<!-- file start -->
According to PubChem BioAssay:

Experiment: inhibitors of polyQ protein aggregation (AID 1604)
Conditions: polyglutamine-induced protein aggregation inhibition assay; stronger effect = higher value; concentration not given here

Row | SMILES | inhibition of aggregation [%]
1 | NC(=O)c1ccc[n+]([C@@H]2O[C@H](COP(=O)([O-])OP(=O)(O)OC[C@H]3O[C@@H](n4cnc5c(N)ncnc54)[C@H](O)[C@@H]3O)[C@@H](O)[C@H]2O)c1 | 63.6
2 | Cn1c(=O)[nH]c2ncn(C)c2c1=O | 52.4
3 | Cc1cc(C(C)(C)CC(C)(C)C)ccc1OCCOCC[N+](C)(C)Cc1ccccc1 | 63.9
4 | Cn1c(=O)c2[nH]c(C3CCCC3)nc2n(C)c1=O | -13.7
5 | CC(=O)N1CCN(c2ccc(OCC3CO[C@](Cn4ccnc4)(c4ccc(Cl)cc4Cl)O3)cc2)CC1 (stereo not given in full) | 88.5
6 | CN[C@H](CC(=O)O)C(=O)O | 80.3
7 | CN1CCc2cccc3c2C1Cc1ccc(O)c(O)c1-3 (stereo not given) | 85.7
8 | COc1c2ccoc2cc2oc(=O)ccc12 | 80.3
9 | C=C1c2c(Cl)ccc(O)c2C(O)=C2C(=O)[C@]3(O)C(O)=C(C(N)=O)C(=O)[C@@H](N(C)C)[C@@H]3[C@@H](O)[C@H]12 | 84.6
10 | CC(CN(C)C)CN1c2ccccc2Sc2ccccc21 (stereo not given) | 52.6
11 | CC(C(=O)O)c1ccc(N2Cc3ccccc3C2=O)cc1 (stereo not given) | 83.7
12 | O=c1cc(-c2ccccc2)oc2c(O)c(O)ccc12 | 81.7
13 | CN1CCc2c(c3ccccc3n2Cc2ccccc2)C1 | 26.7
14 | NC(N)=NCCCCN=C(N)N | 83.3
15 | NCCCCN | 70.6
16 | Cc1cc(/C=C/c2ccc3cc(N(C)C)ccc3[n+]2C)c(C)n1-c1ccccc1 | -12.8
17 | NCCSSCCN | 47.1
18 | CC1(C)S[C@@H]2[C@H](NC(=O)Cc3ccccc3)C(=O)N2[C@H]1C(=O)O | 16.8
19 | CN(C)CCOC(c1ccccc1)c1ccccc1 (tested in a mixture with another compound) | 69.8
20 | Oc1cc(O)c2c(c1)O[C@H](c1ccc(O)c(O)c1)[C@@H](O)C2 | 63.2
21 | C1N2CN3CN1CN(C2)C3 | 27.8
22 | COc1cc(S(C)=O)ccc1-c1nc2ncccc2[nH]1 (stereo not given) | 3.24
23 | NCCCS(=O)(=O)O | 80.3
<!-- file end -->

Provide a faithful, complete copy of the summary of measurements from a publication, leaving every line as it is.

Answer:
According to PubChem BioAssay:

Experiment: inhibitors of polyQ protein aggregation (AID 1604)
Conditions: polyglutamine-induced protein aggregation inhibition assay; stronger effect = higher value; concentration not given here

Row | SMILES | inhibition of aggregation [%]
1 | NC(=O)c1ccc[n+]([C@@H]2O[C@H](COP(=O)([O-])OP(=O)(O)OC[C@H]3O[C@@H](n4cnc5c(N)ncnc54)[C@H](O)[C@@H]3O)[C@@H](O)[C@H]2O)c1 | 63.6
2 | Cn1c(=O)[nH]c2ncn(C)c2c1=O | 52.4
3 | Cc1cc(C(C)(C)CC(C)(C)C)ccc1OCCOCC[N+](C)(C)Cc1ccccc1 | 63.9
4 | Cn1c(=O)c2[nH]c(C3CCCC3)nc2n(C)c1=O | -13.7
5 | CC(=O)N1CCN(c2ccc(OCC3CO[C@](Cn4ccnc4)(c4ccc(Cl)cc4Cl)O3)cc2)CC1 (stereo not given in full) | 88.5
6 | CN[C@H](CC(=O)O)C(=O)O | 80.3
7 | CN1CCc2cccc3c2C1Cc1ccc(O)c(O)c1-3 (stereo not given) | 85.7
8 | COc1c2ccoc2cc2oc(=O)ccc12 | 80.3
9 | C=C1c2c(Cl)ccc(O)c2C(O)=C2C(=O)[C@]3(O)C(O)=C(C(N)=O)C(=O)[C@@H](N(C)C)[C@@H]3[C@@H](O)[C@H]12 | 84.6
10 | CC(CN(C)C)CN1c2ccccc2Sc2ccccc21 (stereo not given) | 52.6
11 | CC(C(=O)O)c1ccc(N2Cc3ccccc3C2=O)cc1 (stereo not given) | 83.7
12 | O=c1cc(-c2ccccc2)oc2c(O)c(O)ccc12 | 81.7
13 | CN1CCc2c(c3ccccc3n2Cc2ccccc2)C1 | 26.7
14 | NC(N)=NCCCCN=C(N)N | 83.3
15 | NCCCCN | 70.6
16 | Cc1cc(/C=C/c2ccc3cc(N(C)C)ccc3[n+]2C)c(C)n1-c1ccccc1 | -12.8
17 | NCCSSCCN | 47.1
18 | CC1(C)S[C@@H]2[C@H](NC(=O)Cc3ccccc3)C(=O)N2[C@H]1C(=O)O | 16.8
19 | CN(C)CCOC(c1ccccc1)c1ccccc1 (tested in a mixture with another compound) | 69.8
20 | Oc1cc(O)c2c(c1)O[C@H](c1ccc(O)c(O)c1)[C@@H](O)C2 | 63.2
21 | C1N2CN3CN1CN(C2)C3 | 27.8
22 | COc1cc(S(C)=O)ccc1-c1nc2ncccc2[nH]1 (stereo not given) | 3.24
23 | NCCCS(=O)(=O)O | 80.3